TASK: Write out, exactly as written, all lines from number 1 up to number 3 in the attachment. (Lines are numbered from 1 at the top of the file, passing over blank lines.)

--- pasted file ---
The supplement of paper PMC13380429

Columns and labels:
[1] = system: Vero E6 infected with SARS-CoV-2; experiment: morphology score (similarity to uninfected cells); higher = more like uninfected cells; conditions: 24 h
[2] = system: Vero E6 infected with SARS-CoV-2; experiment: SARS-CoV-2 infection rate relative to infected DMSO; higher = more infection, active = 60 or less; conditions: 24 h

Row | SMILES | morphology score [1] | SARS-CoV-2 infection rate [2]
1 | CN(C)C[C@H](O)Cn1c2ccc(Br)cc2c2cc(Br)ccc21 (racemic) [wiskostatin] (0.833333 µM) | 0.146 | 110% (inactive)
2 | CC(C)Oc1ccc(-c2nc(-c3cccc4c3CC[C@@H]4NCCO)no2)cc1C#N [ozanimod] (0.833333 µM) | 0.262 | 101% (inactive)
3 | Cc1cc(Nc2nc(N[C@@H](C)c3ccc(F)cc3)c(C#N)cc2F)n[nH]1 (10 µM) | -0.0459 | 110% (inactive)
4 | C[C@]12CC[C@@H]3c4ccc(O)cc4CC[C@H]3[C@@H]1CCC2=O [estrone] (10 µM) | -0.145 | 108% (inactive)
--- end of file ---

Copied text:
The supplement of paper PMC13380429

Columns and labels:
[1] = system: Vero E6 infected with SARS-CoV-2; experiment: morphology score (similarity to uninfected cells); higher = more like uninfected cells; conditions: 24 h